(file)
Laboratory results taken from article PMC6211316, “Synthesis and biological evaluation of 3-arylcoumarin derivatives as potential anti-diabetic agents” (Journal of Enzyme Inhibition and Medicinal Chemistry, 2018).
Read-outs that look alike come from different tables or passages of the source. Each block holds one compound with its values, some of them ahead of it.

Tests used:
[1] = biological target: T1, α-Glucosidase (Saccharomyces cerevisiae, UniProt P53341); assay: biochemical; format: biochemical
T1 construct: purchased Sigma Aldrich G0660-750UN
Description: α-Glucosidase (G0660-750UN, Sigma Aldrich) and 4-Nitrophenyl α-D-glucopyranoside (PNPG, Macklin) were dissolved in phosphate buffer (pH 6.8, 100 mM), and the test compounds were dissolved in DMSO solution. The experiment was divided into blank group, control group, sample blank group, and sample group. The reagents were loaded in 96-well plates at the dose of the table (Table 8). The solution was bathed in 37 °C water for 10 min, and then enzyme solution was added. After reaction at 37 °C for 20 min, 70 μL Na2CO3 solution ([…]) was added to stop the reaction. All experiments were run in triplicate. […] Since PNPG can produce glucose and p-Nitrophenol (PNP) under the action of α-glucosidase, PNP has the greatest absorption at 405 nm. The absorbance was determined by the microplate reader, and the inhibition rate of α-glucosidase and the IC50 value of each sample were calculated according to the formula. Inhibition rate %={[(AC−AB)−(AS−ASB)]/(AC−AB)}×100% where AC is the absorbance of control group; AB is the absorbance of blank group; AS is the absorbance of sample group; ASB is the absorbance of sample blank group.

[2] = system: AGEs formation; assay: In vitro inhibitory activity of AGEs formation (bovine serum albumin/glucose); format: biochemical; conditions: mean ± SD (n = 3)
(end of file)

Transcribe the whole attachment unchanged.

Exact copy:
Laboratory results taken from article PMC6211316, “Synthesis and biological evaluation of 3-arylcoumarin derivatives as potential anti-diabetic agents” (Journal of Enzyme Inhibition and Medicinal Chemistry, 2018).
Read-outs that look alike come from different tables or passages of the source. Each block holds one compound with its values, some of them ahead of it.

Tests used:
[1] = biological target: T1, α-Glucosidase (Saccharomyces cerevisiae, UniProt P53341); assay: biochemical; format: biochemical
T1 construct: purchased Sigma Aldrich G0660-750UN
Description: α-Glucosidase (G0660-750UN, Sigma Aldrich) and 4-Nitrophenyl α-D-glucopyranoside (PNPG, Macklin) were dissolved in phosphate buffer (pH 6.8, 100 mM), and the test compounds were dissolved in DMSO solution. The experiment was divided into blank group, control group, sample blank group, and sample group. The reagents were loaded in 96-well plates at the dose of the table (Table 8). The solution was bathed in 37 °C water for 10 min, and then enzyme solution was added. After reaction at 37 °C for 20 min, 70 μL Na2CO3 solution ([…]) was added to stop the reaction. All experiments were run in triplicate. […] Since PNPG can produce glucose and p-Nitrophenol (PNP) under the action of α-glucosidase, PNP has the greatest absorption at 405 nm. The absorbance was determined by the microplate reader, and the inhibition rate of α-glucosidase and the IC50 value of each sample were calculated according to the formula. Inhibition rate %={[(AC−AB)−(AS−ASB)]/(AC−AB)}×100% where AC is the absorbance of control group; AB is the absorbance of blank group; AS is the absorbance of sample group; ASB is the absorbance of sample blank group.

[2] = system: AGEs formation; assay: In vitro inhibitory activity of AGEs formation (bovine serum albumin/glucose); format: biochemical; conditions: mean ± SD (n = 3)